By Jenny Neyman
Alaska Department of Fish and Game personnel have many tools and techniques available to deal with wildlife problems, but bridging the human-animal conversation barrier isn’t one of them. That’s proving particularly unfortunate in recent weeks on the central Kenai Peninsula, as deep snows and scant available browse are putting hungry moose increasingly in contact with people.
“Sometimes you wish you could do the ‘Dr. Doolittle’ thing and just explain things to them,” said Larry Lewis, wildlife technician for Fish and Game. “These animals, moose, are nothing to trifle with. It just floors me whenever I see a picture of somebody hand-feeding one, or getting to close to them. They need to be respected for the size and capabilities they have.”
If he could, Lewis would explain to moose being fed by well-meaning people that they shouldn’t associate humans with free meals. Or when he has to go deal with the repercussions of those associations, that he could just tell the moose he’s called out to disentangle, haze off or worse, that he’s doing it for their own good. Instead, he does what situations warrant with the moose, and attempts explanations with the people.
“It’s clearly, by regulation, illegal to intentionally feed a moose or to negligently feed a moose. You have to take that in the context of the meaning behind the regulation, which was for the purposes of public safety and the health of that animal,” Lewis said.
Moose on the central Kenai Peninsula are suffering through a tough winter with little left to eat. Deep snow — even before Sunday’s accumulation — makes it difficult and tiring for moose to travel, and covers up vegetation to eat. With pickings of preferred willow and birch browse already slim in the area, moose are having a difficult time keeping up with the 2-percent-of-body-weight amount of food they should eat a day to stay healthy. Lewis said that the department has already confirmed reports of moose starvations, finding poor body condition and severely depleted bone marrow, an indication of a lack of adequate nutrition.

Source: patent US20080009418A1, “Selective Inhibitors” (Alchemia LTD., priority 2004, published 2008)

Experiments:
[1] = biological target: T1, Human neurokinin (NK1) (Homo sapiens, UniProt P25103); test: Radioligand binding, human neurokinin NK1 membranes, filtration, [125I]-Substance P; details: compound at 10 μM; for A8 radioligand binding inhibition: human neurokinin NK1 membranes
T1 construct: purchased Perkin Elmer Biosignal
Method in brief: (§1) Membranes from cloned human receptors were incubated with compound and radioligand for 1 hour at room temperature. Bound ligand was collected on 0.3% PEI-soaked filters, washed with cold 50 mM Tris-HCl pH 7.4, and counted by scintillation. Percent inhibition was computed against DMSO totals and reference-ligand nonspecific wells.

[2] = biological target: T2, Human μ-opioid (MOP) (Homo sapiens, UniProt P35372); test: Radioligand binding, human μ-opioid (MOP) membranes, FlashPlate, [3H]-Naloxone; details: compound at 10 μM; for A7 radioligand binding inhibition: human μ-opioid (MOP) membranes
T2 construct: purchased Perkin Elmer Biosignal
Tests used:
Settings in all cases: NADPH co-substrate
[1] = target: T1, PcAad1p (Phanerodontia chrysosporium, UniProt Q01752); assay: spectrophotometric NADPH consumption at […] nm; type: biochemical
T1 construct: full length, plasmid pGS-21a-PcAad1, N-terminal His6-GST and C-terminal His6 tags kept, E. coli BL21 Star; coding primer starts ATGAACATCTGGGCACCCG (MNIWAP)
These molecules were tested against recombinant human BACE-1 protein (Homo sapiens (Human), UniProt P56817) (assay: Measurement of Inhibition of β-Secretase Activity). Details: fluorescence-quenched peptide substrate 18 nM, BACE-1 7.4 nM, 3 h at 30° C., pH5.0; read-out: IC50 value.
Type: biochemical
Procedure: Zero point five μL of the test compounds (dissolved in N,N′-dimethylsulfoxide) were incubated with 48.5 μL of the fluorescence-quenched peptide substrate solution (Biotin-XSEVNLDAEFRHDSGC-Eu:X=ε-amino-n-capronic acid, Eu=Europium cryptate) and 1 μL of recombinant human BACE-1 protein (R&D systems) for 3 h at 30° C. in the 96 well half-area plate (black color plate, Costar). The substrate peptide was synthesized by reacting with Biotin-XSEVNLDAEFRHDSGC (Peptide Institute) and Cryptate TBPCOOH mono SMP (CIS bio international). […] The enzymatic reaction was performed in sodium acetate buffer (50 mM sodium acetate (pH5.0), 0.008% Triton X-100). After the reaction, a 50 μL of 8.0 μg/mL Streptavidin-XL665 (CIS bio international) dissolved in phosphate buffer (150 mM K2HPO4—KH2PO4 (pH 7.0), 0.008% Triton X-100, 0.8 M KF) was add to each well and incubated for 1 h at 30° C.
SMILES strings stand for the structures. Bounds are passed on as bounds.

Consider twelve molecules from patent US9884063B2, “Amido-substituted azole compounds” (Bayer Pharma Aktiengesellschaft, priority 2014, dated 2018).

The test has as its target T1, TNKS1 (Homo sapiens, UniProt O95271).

“We’re losing a lot of calves right now, and unless things change drastically between now and green-up, we’re probably going to see some adults start to succumb to nutritional stress,” Lewis said. “Especially around the Kenai-Soldotna area, if you go out and look and you eliminate spruce and alder and see what’s left out there for these animals to forage on, there’s not a whole lot.”
Area residents sometimes develop a soft heart toward the big-eyed, long-legged
creatures, but Lewis cautions that while there are responsible and legal ways to help, there are decidedly irresponsible and illegal ways, as well.
“I always say, do not do anything with a moose that you would not do with a brown bear. I’ve got pictures of people hand-feeding moose, and I say that is every bit as dangerous as hand-feeding a brown bear,” Lewis said.
The Kenai Peninsula chapter of Safari Club International recently started promoting a tree-cutting effort to encourage regrowth of moose browse, cutting off overbrowsed and clubbed willow and birch trees so there will be more new growth for moose to eat next winter.
That’s a great way to help, Lewis said, as long as it’s done away from human development.
“If you have a place where you can get away from all homes, roads and all areas where people are going to walk or recreate, by all means go out there and cut trees down. You can look at that as habitat improvement or wood gathering. However you want to couch it, it’s perfectly fine and acceptable and I’d recommend it, but it has to be done in such a way that it doesn’t create a public safety issue,” he said.
Intentionally feeding a moose in Alaska is a Class A misdemeanor, and negligently
feeding a moose — leaving dog food out or garbage unsecured, for instance — can result in a $300 fine. But helping Mother Nature feed moose by trimming trees is legal, as long as it’s done on one’s own property or with permission from a property owner.“You can’t just go out and whack your neighbor’s trees down and call it good,” Lewis said.
Trimming trees will chum in ever-browsing moose, and that’s not something Lewis recommends for in-town neighborhoods, near busy streets or anywhere with high volumes of people. Because once moose find food, they are loath to leave it.
“If they find a food patch they’re going to hunker down, they’re going to expend as little energy as possible and they’re going to lie there and hope that life gets better for themselves,” Lewis said. “You go out and cut these trees down in your yard, you’ve got moose out there browsing on it. That may seem all well and good until the school kids come walking by on the street and that moose decides they’re too close to her and she defends her space.”